Multilingual communication – the rising trend in healthcare
The world of medicine is characterised by considerable and constantly evolving complexity. New studies and the latest medical research are constantly being disseminated, as are scientific articles published by leading researchers; new drugs are launched to treat “new” diseases and alternative treatments are ousting conventional ones. Clearly, then, anyone whose work involves healthcare, whether as a doctor, nurse, pharmacist or even an insurer, must keep abreast of the most recent scientific discoveries that allow them to provide patients and customers with greater assistance.
As healthcare becomes an increasingly cross-border affair, it is not just the hospitals, doctors and tour operators who need to be prepared for the arrival of foreign patients; all those who are in some way involved with healthcare – and that includes pharmacists, health insurers and the manufacturers of medical equipment – are becoming increasingly aware of this reality and are starting to pay particular attention to multilingual communication.
Multilingual communication in healthcare – a necessity or a bonus?
Imagine that you could only talk to one single person for the rest of your life; do you think you would be able to live life to the full? Of course, the answer would be “no”, because you would be limited to the experiences, knowledge, stories, culture and behaviour of a single personality. The same thing happens when you restrict communication to a single language; you immediately erase the opportunity of sharing, conversing or even doing business with someone whose language and culture are different from your own.
In order for the medical information that is published on a daily basis to be accessible all over the world, translation is a constant necessity. Anyone in a leadership position in healthcare and related industries will acknowledge the role of international technical communication in their workplace and, consequently, the importance of working with a network of specialised translators. This is because the medical topics and documents involved imply the use of extensive vocabulary that patients need to be able to understand in their own languages; documents such as monographs, protocols and scientific articles, drug information leaflets, product licences, and instruction manuals and clinical trials.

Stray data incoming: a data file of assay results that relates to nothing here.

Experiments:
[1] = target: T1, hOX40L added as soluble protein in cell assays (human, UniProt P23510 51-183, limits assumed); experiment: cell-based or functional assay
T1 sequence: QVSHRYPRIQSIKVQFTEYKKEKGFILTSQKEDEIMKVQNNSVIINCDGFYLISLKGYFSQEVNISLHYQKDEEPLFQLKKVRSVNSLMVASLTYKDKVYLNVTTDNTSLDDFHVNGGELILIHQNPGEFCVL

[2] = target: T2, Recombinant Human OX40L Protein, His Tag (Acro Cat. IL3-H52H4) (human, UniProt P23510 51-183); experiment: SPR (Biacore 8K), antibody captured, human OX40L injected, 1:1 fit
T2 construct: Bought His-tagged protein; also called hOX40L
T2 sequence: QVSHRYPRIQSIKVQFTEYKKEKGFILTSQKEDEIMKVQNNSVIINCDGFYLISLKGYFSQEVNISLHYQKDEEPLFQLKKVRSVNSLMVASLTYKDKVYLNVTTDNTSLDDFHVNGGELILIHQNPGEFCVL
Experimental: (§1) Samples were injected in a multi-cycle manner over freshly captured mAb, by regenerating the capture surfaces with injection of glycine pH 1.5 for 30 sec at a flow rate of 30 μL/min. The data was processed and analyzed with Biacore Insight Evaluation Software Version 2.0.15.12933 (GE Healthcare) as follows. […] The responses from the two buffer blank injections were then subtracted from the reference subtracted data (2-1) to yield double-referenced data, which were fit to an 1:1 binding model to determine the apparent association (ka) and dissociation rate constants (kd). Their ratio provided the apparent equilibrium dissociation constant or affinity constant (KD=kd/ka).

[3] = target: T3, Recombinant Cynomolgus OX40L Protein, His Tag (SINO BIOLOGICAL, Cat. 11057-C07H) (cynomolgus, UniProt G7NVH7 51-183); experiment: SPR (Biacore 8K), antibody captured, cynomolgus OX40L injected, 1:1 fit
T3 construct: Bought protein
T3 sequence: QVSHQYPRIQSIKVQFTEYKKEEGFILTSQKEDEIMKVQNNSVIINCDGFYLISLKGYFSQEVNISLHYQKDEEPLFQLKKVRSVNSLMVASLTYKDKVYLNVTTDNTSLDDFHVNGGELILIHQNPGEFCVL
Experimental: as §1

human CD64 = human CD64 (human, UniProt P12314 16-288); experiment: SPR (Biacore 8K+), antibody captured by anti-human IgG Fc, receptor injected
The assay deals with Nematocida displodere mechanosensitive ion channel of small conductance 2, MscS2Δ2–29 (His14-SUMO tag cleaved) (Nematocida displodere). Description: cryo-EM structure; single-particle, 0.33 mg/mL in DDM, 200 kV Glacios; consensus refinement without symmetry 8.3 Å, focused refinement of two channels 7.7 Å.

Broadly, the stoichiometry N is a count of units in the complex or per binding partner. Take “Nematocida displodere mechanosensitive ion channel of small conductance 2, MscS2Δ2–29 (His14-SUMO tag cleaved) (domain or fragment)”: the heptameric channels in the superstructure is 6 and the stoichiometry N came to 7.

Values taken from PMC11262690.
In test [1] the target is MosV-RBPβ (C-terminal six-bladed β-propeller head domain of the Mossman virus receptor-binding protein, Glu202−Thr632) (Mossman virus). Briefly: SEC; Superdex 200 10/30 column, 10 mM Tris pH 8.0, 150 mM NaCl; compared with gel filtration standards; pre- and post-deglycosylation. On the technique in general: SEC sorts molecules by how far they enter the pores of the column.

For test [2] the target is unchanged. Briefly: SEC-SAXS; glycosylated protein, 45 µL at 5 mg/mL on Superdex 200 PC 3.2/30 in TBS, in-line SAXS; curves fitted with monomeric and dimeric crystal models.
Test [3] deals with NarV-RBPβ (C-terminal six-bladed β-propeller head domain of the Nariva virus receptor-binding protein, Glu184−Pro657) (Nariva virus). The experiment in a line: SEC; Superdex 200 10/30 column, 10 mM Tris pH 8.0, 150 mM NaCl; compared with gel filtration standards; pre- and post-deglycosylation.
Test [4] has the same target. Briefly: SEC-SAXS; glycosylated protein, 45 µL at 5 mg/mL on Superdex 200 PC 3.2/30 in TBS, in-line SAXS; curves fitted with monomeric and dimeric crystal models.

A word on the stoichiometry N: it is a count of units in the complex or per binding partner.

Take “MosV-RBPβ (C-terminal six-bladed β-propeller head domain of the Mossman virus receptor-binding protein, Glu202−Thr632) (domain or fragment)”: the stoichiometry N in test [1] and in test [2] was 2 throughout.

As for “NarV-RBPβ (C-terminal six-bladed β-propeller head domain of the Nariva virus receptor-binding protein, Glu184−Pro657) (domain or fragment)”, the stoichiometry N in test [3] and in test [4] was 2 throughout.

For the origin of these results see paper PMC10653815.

Many of the documents impart new knowledge that responds to the questions and uncertainties of many patients about the causes and mechanisms of their diseases and, above all, the new treatment options. Naturally, these questions should be answered in the patients’ own languages, since patients are entitled to receive information that could improve the quality of their lives. And that information must also be expressed in such a way that it can travel the world and be shared. Which is why translation in this field is a priority.
Standards have been changing too in the ways in which information reaches healthcare consumers and this change is the result of expectations having become more technological and social.
Multilingual communication – because proximity matters
People are changing the way they interact with companies as consumers. And healthcare is no exception. The relationship between the two sides has become closer and involves more mutual assistance; consumers expect the company to be available at any time to answer their questions and in their own languages; it is a relationship of greater proximity.
Consumers are now contacting companies in new ways. Apart from face-to-face contact and telephone calls, people can now use apps for smartphones and tablets, user accounts on multilingual websites and social media, all of which are becoming increasingly popular as ways for patients to interact with providers. Which, in turn, means that healthcare providers, insurers and other companies involved in the health sector must take the opportunity to communicate with patients through their chosen media. Did you know that more than 70% of people research their options before making a decision related to their health? And that they take the reputation and experience of the medical service into account when making that decision?
In order to become more interactive, companies need to invest in innovation. You may not be aware of it, but there are increasing numbers of specialists in digital marketing who combine technology and multilingual content that can help project an image of a personalised service that takes patients’ wishes and opinions into account. You can be absolutely sure that multilingual communication is no mere luxury; it is a necessity.